We could talk about capital expenses versus operating expenses or the concept of agility, including the elastic nature of cloud computing. So how should you evaluate the value of cloud computing in the context of your enterprise?
Now that cloud computing is in the mega-hype stage there are continuous attempts to define the true value of cloud computing for enterprises and government. Most of the time we talk about capital expenses versus operating expenses, and sometimes the concept of agility, including the elastic nature of cloud computing. So how should you evaluate the value of cloud computing in the context of your enterprise?
The truth of the matter is, there are no hard and fast formulas we can leverage to compute the exact dollar benefit of any new type of technology application, including cloud computing. However, there are many aspects of this new model to consider to help determine the real value of cloud computing:Self improvement is the value of taking a new look at your existing IT solutions. One of the things that cloud computing forces you to do is to examine your existing IT architecture and determine what works and what does not. Then, create a plan to improve upon it as you relocate aspects of the existing architecture to the cloud. The value here is an improvement on the existing way things are done as you move from platform to platform.
This value will be a apparent no matter if you move to a cloud platform or not. We'll see many who brag about how the new cloud computing deployment is such a success and a cost saver, when the core value is really around the improvement in the architecture and not the movement into the cloud. However, I'll still count this as a true value of moving to the cloud.
Agility is the ability to change your IT solutions to better react to the needs of the business. The value of agility is nothing new; the degree of value will vary greatly from enterprise to enterprise. Cloud computing provides you with the ability to adjust solutions as the business or mission changes, allowing IT to scale up or down, and to do so in almost direct proportion to costs. Moreover, you can more quickly adjust by leveraging the cloud considering that purchasing hardware and software, as well as integration, has been factored out of the equation.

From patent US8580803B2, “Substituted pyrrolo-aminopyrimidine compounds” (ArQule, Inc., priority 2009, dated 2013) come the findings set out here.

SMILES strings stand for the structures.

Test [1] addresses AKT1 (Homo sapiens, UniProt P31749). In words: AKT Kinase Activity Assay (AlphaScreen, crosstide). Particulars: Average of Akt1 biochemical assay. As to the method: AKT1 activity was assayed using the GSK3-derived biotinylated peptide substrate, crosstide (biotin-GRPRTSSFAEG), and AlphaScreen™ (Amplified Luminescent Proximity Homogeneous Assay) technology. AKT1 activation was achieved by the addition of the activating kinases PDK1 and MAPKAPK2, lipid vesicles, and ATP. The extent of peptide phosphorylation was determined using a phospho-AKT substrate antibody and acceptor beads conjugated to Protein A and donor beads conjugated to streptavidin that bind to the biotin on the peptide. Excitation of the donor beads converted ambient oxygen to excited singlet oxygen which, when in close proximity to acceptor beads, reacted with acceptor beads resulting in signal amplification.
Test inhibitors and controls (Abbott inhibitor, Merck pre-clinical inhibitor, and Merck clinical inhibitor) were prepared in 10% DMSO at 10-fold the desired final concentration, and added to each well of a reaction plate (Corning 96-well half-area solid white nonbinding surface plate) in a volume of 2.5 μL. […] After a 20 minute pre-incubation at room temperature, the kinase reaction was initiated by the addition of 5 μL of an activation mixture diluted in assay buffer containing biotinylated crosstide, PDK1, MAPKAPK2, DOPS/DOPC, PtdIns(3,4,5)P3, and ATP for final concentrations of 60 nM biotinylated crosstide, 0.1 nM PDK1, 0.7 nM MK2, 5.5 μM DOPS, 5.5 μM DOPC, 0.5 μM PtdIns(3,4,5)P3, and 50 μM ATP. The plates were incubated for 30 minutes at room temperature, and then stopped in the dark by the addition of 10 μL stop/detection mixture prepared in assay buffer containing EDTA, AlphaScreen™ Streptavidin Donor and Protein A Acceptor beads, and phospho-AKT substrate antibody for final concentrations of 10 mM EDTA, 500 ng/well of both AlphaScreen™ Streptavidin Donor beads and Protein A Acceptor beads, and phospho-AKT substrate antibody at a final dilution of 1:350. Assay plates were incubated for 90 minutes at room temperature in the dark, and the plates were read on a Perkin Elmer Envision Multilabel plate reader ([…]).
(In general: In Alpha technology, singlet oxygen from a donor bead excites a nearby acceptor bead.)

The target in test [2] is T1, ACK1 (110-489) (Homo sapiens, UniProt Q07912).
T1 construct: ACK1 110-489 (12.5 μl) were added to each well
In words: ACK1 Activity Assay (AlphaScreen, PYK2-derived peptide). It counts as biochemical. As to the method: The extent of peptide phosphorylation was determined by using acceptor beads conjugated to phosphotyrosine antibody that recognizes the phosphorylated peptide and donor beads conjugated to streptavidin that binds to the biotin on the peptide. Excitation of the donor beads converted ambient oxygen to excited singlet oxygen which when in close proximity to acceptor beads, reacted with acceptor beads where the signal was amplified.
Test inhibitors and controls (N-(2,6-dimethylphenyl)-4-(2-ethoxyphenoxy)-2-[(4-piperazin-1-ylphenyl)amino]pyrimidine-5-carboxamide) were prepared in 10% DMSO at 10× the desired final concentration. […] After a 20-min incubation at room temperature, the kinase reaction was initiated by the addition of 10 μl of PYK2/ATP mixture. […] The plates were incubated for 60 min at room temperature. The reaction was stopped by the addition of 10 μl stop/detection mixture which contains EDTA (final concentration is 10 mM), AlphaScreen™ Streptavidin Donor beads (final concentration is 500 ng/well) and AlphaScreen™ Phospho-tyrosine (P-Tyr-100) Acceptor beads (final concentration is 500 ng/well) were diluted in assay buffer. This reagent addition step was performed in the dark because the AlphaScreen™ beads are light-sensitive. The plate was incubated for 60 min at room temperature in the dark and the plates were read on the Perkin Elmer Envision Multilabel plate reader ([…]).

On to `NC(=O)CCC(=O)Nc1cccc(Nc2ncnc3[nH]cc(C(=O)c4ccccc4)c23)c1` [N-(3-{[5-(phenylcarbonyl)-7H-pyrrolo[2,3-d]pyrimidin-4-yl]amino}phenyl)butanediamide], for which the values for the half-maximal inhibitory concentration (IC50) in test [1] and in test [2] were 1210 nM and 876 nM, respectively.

Time to operations is the ability to quickly get something up and running to meet the needs of the business. Related to agility, but not exactly the same, time to operations is the ability for IT to determine on Monday that we need additional storage to support a particular application, and they will have that storage system up and running in the cloud on Tuesday. Or, the ability to leverage Google App Engine to build an application to meet a business need, without having to wait for the hardware and software to be delivered and installed.
Finally, it's the ability to leverage a SaaS player, such as Salesforce.com or others, rather than go through the pain and expense of implementing an on-premise enterprise software package, most of which are famous for taking more time and money than originally expected.
Notice that I've yet to mention capital expenses or operational expenses, which are innate to the values described above. I assume that you focus on self improvement, agility, and time to operations as the core value of cloud computing. You'll find that these factors serve you better in making a business case for cloud computing. They are the true values of the cloud.We could talk about capital expenses versus operating expenses or the concept of agility, including the elastic nature of cloud computing. So how should you evaluate the value of cloud computing in the context of your enterprise?
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